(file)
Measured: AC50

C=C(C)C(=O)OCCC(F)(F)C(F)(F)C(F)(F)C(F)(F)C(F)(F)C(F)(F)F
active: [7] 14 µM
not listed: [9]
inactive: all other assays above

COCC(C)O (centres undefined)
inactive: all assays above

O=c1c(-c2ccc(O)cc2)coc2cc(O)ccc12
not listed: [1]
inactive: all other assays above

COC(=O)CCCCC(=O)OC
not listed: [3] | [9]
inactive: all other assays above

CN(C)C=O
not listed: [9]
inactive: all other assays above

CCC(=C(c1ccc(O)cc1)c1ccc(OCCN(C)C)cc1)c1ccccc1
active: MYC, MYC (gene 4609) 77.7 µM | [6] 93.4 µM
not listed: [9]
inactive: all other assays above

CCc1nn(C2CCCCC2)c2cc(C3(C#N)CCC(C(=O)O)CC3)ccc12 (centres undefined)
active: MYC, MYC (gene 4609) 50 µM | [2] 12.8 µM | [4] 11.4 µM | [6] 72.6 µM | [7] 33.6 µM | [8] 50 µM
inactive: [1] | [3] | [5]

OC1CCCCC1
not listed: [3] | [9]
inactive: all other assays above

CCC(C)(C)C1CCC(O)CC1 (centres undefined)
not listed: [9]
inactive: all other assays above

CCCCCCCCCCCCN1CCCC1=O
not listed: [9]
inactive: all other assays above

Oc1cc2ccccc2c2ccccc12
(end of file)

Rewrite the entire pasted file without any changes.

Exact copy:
Measured: AC50

C=C(C)C(=O)OCCC(F)(F)C(F)(F)C(F)(F)C(F)(F)C(F)(F)C(F)(F)F
active: [7] 14 µM
not listed: [9]
inactive: all other assays above

COCC(C)O (centres undefined)
inactive: all assays above

O=c1c(-c2ccc(O)cc2)coc2cc(O)ccc12
not listed: [1]
inactive: all other assays above

COC(=O)CCCCC(=O)OC
not listed: [3] | [9]
inactive: all other assays above

CN(C)C=O
not listed: [9]
inactive: all other assays above

CCC(=C(c1ccc(O)cc1)c1ccc(OCCN(C)C)cc1)c1ccccc1
active: MYC, MYC (gene 4609) 77.7 µM | [6] 93.4 µM
not listed: [9]
inactive: all other assays above

CCc1nn(C2CCCCC2)c2cc(C3(C#N)CCC(C(=O)O)CC3)ccc12 (centres undefined)
active: MYC, MYC (gene 4609) 50 µM | [2] 12.8 µM | [4] 11.4 µM | [6] 72.6 µM | [7] 33.6 µM | [8] 50 µM
inactive: [1] | [3] | [5]

OC1CCCCC1
not listed: [3] | [9]
inactive: all other assays above

CCC(C)(C)C1CCC(O)CC1 (centres undefined)
not listed: [9]
inactive: all other assays above

CCCCCCCCCCCCN1CCCC1=O
not listed: [9]
inactive: all other assays above

Oc1cc2ccccc2c2ccccc12